Saturday, October 10, 2015
We say it before meals. A ballerina has it. A girl is named it. It's a noun. It's a verb—the king will grace us with his presence. And it's a word sprinkled throughout the New Testament.
What is it really?
The best definition I've found for grace is unmerited favor.
Unmerited: unearned, not worked for, not deserved in any way.
Favor: excessive kindness or unfair partiality; preferential treatment.
This is what God extends toward us. And so many of us, having sung songs like Amazing Grace hundreds of times and having heard dozens of sermons on the topic, are desensitized to just how utterly, amazingly, mind-boggling this is. We've heard this all our lives. So we tune out. We disregard the subject as being basic. Let's get to the more challenging stuff, right?
Truth is, we've barely grasped the fringe of it. Oftentimes the basics are the deepest, most profound parts of our faith—elements that take a lifetime and more to truly dig into.
Grace—unmerited favor—is what grew inside a teenaged girl's womb.
Grace is what walked the planet, confining God to the limits of human skin.
Grace is what touched untouchable lepers.
Grace is what fed thousands of people who, not long after, would desert the One who fed them.
Grace is what turned itself over to be crucified on a Roman cross.
Grace is what looks at you, in all the dirt of your failings and the scars of your wrongs, and smiles and says, "You are flawless."
We have watered down this concept of grace. It's too good to be true, so we add our own "truth" to it. We say there's grace for the sinner, and after that? Well, you'd better work for it. God gives you a slice of grace when you choose to follow Him, and then you must tread carefully, so as not to use it all up. Because there's only so and so much of it. If you go too far (and we all draw different lines of what that is), if you make too many mistakes, or too large of a mistake . . . You'd best hope there's enough mercy left for you.
It sounds ludicrous to say it so bluntly. But many of us, without realizing, think this way. And in so doing, we scoff at a grace so dearly bought, and say, "It's not enough."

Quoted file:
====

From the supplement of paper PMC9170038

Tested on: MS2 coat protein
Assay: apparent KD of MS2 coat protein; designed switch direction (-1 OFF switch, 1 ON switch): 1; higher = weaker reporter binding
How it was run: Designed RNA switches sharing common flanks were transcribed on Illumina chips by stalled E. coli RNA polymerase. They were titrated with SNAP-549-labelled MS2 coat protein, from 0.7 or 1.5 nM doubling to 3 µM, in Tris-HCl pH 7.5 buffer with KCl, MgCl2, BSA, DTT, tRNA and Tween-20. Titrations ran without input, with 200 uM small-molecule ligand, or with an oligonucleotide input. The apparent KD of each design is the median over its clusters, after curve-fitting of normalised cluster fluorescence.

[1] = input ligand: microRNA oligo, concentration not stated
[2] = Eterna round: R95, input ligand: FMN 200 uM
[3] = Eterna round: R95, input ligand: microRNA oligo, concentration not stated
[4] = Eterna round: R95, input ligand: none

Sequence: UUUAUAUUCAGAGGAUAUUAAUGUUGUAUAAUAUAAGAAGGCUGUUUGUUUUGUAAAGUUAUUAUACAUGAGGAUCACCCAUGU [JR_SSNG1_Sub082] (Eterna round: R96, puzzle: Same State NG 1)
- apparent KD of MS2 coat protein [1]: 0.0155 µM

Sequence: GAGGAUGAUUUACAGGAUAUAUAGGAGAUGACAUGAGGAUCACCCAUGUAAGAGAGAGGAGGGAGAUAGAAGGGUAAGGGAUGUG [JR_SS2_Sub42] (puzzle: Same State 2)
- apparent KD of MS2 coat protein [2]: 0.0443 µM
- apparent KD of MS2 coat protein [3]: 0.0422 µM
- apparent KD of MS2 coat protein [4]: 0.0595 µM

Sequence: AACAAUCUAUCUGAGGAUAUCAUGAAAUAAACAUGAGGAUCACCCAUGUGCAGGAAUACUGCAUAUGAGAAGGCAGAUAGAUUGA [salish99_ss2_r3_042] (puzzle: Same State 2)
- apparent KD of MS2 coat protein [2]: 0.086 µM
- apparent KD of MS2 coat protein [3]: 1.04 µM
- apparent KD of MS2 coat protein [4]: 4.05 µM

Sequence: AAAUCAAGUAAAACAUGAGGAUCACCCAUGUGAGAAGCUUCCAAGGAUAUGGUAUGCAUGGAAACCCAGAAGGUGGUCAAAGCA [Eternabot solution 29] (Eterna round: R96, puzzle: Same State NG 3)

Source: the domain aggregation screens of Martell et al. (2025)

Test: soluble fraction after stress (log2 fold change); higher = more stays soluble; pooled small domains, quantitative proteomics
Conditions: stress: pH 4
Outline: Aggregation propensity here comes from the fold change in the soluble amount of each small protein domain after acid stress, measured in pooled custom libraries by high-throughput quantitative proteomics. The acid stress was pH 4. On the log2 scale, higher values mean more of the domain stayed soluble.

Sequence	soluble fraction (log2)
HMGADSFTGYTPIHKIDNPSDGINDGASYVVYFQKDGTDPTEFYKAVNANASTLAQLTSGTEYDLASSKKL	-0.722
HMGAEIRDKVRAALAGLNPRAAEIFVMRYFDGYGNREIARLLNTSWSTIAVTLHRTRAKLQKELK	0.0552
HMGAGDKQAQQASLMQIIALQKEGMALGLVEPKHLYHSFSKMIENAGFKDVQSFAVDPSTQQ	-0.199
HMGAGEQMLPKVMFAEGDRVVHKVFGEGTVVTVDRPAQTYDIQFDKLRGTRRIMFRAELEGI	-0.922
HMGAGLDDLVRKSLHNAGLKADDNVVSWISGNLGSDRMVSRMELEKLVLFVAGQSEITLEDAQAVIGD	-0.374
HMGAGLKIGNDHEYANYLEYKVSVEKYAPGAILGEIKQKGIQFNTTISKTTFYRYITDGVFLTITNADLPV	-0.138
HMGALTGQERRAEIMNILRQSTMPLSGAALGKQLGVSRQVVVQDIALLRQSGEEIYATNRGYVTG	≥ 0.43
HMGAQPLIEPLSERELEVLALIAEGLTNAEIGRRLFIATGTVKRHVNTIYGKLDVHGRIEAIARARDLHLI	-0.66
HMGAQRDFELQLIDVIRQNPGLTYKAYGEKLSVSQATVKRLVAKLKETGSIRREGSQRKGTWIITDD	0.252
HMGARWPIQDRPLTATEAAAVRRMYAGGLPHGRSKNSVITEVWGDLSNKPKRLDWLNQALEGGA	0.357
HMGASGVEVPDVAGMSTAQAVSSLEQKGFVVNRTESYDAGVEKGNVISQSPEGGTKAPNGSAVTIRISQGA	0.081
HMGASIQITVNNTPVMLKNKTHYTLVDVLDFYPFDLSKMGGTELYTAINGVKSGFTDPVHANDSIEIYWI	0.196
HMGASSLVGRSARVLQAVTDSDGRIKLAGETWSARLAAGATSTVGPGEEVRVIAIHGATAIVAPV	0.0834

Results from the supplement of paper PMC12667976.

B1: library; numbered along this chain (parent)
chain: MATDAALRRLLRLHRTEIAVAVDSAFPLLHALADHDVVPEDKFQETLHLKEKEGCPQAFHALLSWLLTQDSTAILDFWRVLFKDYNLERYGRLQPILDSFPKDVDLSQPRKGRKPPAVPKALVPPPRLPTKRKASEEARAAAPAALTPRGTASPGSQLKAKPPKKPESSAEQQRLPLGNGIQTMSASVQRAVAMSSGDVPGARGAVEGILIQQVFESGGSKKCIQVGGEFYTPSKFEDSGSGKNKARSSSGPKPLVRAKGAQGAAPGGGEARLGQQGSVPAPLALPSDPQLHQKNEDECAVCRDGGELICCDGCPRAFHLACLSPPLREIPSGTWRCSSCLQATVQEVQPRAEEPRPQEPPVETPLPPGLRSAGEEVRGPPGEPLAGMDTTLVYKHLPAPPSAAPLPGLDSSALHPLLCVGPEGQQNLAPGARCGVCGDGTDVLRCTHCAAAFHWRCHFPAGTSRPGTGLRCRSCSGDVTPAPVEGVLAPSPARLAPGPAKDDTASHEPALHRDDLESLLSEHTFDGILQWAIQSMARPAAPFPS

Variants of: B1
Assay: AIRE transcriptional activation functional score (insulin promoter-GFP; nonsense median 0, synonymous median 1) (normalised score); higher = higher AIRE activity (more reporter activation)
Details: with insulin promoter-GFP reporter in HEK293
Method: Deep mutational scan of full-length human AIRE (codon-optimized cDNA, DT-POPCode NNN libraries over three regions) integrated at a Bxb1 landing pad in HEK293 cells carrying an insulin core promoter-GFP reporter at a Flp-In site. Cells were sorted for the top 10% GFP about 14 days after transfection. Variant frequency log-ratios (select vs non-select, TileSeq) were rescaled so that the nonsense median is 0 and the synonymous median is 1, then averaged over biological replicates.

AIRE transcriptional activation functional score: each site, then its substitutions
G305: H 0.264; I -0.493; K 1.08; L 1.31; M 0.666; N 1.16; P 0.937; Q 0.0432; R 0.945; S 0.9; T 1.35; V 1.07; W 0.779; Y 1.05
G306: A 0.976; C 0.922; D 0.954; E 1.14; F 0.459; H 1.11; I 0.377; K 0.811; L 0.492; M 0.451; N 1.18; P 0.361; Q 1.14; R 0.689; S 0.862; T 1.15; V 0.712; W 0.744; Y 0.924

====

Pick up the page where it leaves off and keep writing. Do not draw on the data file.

"It's not enough. Jesus' work on the cross is not really a finished work; surely I must add something to it. Surely there's an if or a when attached."
But grace is not a well, able to dry up after so much use. Grace is a waterfall, an unending supply of lavish kindness that is completely undeserved.
Expecting parents couldn't be more excited for their coming child. They prepare a nursery, buy clothes and toys and blankets, read books on how to care for it. And when the baby arrives, oh, the joy! This baby keeps them up at night, soils its diapers, spits up on things, wails to high heaven, and generally does nothing at all to deserve any love. And yet those parents would give their very lives for their child.
That's the kind of love, the kind of grace, God has toward you and me. We've done absolutely nothing to earn it. How could we? Even if we lived to the very best of our ability, put in our highest effort, how could any of it even tip the scales toward an even balance? How could it even begin to match the weight of grace? To even try is to negate its very meaning.
And that baby? When it starts learning to walk, only to fall down again and again? Mom and Dad don't scold it. They don't smack it upside the head and say, "Why can't you learn to walk straight without tripping? Get it together!" No, they cheer their child on. "You can do it! Come on, that's it. Look at you—you're doing so well!"
When we fall, our Father picks us up and cheers us on. In fact, it's that grace that enables and empowers us to learn to walk.
Let's rediscover the meaning of grace, my friends.